~these beautiful flowers come from The Bridal Bouquet florist in Thomaston, ME~
Parenting older kids is different. There are great things like: no bottoms/noses to wipe! Much less bodily fluid exchange overall in fact, and I am not sorry to see that chapter end. I recall a special morning when I decided upon the name of my Mommy Memoir, Spit-Up in My Slipper, when I was in my bathrobe, holding Sylvan with one arm while brushing my teeth with the other, and I felt a warm trickle down the back of my ankle heading for my cozy slippered foot. It was hard work because one of my children came to the planet with very clear demands: surely there was some mistake and he was actually an adult in a small body, possibly the crown prince? It was relentless, truly that was the word, and because we are parents we set limits and boundaries, said yes when possible and no when necessary, thought long and hard, reflected on our work as parents, frequently felt terrible, sometimes felt euphoric, set regular routines, had a family rhythm and structure, all of which was designed to help the crown prince stay amazing and yet not become a tyrant. By contrast, now we sleep in on the weekends and Jonas is not the Extreme Lark (early bird to the max) that he once was by choice; as a teen he has also lost the ability to wake up and snap immediately into high mental functioning that once made me despair. I take for granted the continuous hours of sleep per night that I am afforded.
Jonas recently remembered a time when he was small (and Sylvan was an insignificant factor in the story, so we place Jonas’s age at 4-ish) and had the hiccups all day. The painful kind that wouldn’t go away. We tried everything. Then we drove across town to Miss Joanie’s, since she is fabulous and magical and of course would know just what to do. There was a lot of giggling. Did she suggest sugar on a spoon? Or something equally hilarious? He couldn’t remember the remedy, but he remembered the visit and being cured (with love and laughter?). Jonas remembered us having the time to do this together, just drop everything to make an impromptu visit to see a special person. Just look at this old post if you want to see those soft, round cheeks of Jonas and Sylvan and the hands of that Hiccup-Whisperer, even though the photo is a few years later than the hiccups.
Parenting older kids is still a lot of work and it’s complicated because it’s my first and favorite and forever and most important full-time job, but I have an out-of-the-house job now too that is also full-time. They still need us—and thank goodness!—even if it isn’t for bottoms and noses. We converse about a lot of interesting topics and not so much about pooping, Uranus, and farts (I mean these are all still important topics, don’t get me wrong, they just get less play now). There is teenage snarking. Male love manifesting as loud and physical and wrestling and licking (!) and dead-arms and games of indoor basketball. We read aloud. We help do the dishes. Some of us complain about the need to shower with regularity. We play together. Learn new words. We help edit papers, find resources, give ideas, discuss teaching and teachers. Sometimes we have to talk about the use of media, when this is and is not appropriate for all of us. We clean up our messes, sometimes grudgingly. We drive our kids places, not that we are over-scheduled, but we take them where they need to go. We work on teaching skills for life, like how to be a good guest, keep track of your belongings, and how to remember that critical last step of eating a bowl of cereal (carrying it to the sink, rinsing it, putting it in the dishwasher). Someday these people will not be just my people! And I want them to know how to have fun and be silly, be loving and be loved, share a home, make and eat healthy food and have good conversations, put their devices down when appropriate, participate and be interested in the world, etc.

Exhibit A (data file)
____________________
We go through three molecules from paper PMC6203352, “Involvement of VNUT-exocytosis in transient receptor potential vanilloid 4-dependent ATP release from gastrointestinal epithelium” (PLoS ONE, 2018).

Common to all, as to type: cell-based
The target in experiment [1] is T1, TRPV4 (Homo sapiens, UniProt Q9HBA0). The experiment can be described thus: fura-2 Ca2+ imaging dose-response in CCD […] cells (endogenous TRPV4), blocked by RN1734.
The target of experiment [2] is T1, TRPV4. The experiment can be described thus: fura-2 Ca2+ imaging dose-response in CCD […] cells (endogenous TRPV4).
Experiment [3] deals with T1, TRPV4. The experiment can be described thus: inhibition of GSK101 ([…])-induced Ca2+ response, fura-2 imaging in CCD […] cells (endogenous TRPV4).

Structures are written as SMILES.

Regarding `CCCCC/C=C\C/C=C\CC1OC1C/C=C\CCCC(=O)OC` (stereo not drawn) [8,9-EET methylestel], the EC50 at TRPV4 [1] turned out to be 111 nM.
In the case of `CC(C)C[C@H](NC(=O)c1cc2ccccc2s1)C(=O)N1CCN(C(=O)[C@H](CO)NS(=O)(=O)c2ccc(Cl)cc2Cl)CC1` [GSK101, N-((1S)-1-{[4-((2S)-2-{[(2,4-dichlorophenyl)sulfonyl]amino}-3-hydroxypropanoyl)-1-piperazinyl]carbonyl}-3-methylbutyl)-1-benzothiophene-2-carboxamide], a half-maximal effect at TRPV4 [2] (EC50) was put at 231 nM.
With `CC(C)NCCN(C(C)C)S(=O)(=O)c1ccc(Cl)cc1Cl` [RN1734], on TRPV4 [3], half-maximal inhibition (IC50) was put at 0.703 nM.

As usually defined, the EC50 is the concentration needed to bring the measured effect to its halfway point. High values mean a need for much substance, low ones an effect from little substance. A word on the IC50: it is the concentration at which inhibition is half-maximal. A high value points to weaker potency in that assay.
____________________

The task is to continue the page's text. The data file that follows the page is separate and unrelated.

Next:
I do really like these people my children are becoming and it’s interesting to know them, and to have known them since the beginning, to see how much they have always been THEMSELVES, even from tiny babyhood. Sylvan has never been an easy person in the morning but he has always been a champion cuddler and snuggler and wrestler, and is always ready to have fun with people of all ages. Jonas always had his eyes wide open to the world, ready to take in every detail (the Internet was made for him to discover Chester Arthur, among other many bits and bytes of knowledge to consume), but he has also been given to singular obsessions with and repetitions of words and songs (annoying), and is quite prone to teasing. It is so funny to hear about what they remember, those moments that feel like nothing when they happen, just life, just hiccups, just the corner in the sunshine making Valentines.
This is a whole new level of socialization, of personhood and parenthood, that all started with “Please don’t wipe your nose on me.”